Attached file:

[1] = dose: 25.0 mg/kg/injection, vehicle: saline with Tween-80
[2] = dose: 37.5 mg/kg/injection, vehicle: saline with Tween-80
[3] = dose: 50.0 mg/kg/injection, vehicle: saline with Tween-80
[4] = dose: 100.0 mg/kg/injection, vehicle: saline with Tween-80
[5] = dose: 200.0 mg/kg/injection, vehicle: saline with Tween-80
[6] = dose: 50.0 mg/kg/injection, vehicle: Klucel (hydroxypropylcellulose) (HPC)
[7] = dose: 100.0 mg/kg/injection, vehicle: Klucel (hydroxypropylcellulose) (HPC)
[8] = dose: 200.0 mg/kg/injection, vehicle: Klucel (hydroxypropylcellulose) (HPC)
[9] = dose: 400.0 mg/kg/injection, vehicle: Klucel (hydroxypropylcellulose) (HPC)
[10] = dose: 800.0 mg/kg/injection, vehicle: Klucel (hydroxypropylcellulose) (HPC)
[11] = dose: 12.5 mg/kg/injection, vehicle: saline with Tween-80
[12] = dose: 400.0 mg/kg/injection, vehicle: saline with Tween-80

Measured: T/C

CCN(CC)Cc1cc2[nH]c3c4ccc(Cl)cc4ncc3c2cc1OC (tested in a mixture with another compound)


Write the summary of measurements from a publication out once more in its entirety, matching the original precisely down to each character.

[1] = dose: 25.0 mg/kg/injection, vehicle: saline with Tween-80
[2] = dose: 37.5 mg/kg/injection, vehicle: saline with Tween-80
[3] = dose: 50.0 mg/kg/injection, vehicle: saline with Tween-80
[4] = dose: 100.0 mg/kg/injection, vehicle: saline with Tween-80
[5] = dose: 200.0 mg/kg/injection, vehicle: saline with Tween-80
[6] = dose: 50.0 mg/kg/injection, vehicle: Klucel (hydroxypropylcellulose) (HPC)
[7] = dose: 100.0 mg/kg/injection, vehicle: Klucel (hydroxypropylcellulose) (HPC)
[8] = dose: 200.0 mg/kg/injection, vehicle: Klucel (hydroxypropylcellulose) (HPC)
[9] = dose: 400.0 mg/kg/injection, vehicle: Klucel (hydroxypropylcellulose) (HPC)
[10] = dose: 800.0 mg/kg/injection, vehicle: Klucel (hydroxypropylcellulose) (HPC)
[11] = dose: 12.5 mg/kg/injection, vehicle: saline with Tween-80
[12] = dose: 400.0 mg/kg/injection, vehicle: saline with Tween-80

Measured: T/C

CCN(CC)Cc1cc2[nH]c3c4ccc(Cl)cc4ncc3c2cc1OC (tested in a mixture with another compound)